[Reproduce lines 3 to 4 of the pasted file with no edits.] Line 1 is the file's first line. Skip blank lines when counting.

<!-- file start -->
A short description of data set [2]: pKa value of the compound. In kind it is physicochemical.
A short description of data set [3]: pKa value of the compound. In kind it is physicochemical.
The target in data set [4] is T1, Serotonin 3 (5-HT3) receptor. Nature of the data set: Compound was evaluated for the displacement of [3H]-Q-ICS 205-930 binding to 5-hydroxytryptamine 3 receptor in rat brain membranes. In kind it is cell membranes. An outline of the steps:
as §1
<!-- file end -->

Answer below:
The target in data set [4] is T1, Serotonin 3 (5-HT3) receptor. Nature of the data set: Compound was evaluated for the displacement of [3H]-Q-ICS 205-930 binding to 5-hydroxytryptamine 3 receptor in rat brain membranes. In kind it is cell membranes. An outline of the steps:
as §1